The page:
Normal Sleep Cycles For Energy And Mental Clarity

Sleep is essential for the human body and brain. Sleep provides the restorative time needed for the brain and body to rebuild and heal at a cellular level. This can be done since all other functions, except those required for life, are inactive. According to the National Sleep Foundation, there is no specific number of minutes or hours that is required for everyone. In fact, there may be genetic factors that play a major role in the variations that are seen between the amount of sleep that a person needs compared to others. Sleep amounts will vary based on culture as well, which typically has evolved due to environmental factors, hours of daylight and darkness and the development of circadian rhythms based on these factors. 1

Fibromyalgia patients should understand sleep cycles and the role of sleep because fatigue is one of the primary symptoms. Familiarity with the problems associated with lack of quality sleep can help you develop an effective management plan.

There are two different types of sleep measures used by researchers. These include the basal sleep need, which is the basic number of minutes or hours that the individual must have to be able to perform at an optimum level during the waking hours. In addition, individuals also have what is known as a sleep debt, which is actually sleep that is lost because of interruptions, poor health or sleeping at times that are not in synch with the circadian rhythms or the natural sleep patterns of the body.

Sleep Stages

All sleep occurs in cycles. It is not characterized by one long duration level at each of the stages of the cycle either, nor is there one sustained cycle. Why the human body, as well as all mammals and birds require sleep in cycles is not clearly understood. During these cycles an electroencephalogram (EEG) can be used to monitor the level of sleep based on the presence of different types of eye movements and brain activity. There are non-rapid-eye-movements or nonREM as well as rapid eye movements or REM. People of different ages, particularly between children and adults, have different sleep cycles, both which contain nonREM and REM periods. Research indicates that adults need between three to five of these cycles per night with each cycle lasting approximately 90 minutes. The REM activity is different in sleep cycles at the beginning and ending of the sleep period, further contrasting differences in sleep cycles or stages. 2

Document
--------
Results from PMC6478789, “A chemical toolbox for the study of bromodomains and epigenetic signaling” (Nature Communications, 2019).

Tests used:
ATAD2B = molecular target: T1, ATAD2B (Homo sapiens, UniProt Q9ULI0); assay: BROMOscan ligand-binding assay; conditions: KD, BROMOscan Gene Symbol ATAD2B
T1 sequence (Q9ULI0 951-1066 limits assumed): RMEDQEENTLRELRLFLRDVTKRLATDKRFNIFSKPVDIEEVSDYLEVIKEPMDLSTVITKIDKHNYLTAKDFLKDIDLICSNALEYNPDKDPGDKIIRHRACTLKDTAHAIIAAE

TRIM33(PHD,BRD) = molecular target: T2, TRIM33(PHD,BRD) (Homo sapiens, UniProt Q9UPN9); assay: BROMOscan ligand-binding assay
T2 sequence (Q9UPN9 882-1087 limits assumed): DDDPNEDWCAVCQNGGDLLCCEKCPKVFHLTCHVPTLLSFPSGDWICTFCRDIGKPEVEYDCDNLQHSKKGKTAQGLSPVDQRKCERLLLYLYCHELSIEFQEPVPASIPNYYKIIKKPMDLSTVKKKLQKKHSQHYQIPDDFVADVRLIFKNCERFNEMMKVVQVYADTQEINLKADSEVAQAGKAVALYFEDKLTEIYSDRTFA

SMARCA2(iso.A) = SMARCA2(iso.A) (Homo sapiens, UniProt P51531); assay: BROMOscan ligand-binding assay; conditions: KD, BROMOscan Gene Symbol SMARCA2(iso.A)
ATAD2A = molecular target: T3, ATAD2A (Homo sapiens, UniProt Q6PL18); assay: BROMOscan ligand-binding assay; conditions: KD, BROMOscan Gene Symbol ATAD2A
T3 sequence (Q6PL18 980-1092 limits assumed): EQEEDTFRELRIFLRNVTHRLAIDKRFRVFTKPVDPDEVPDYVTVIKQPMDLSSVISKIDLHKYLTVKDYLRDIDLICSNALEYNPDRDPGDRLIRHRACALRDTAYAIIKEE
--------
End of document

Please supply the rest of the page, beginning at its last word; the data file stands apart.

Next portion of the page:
Non-REM Sleep

Non- REM sleep, sometimes indicated as NREM includes three different sub-stages which occur in a classic pattern. Disruptions of the patterns of light sleep or Non-REM sleep are not as problematic as disruptions of sleep in the deep REM stage. This is why if you have just gone to sleep you can wake up and fall back to sleep relatively easily but if you are in a deep sleep and suddenly aroused you often may have significant difficulty in getting back to sleep.

N1 is the first stage of sleep that allows the brain waves of the waking brain, the alpha waves, to change to a lower frequency known as the theta waves. During this stage of sleep people often drift in or out of sleep and typically have some involuntary muscle movements. These can include jerking of the limbs or head which can be relatively violent or gentle in nature. There is no dreaming in this stage, but people can experience hypnagogic (early sleep) hallucinations, which can be very sensory in nature including hearing, seeing, smelling, tasting and feeling things that are not there.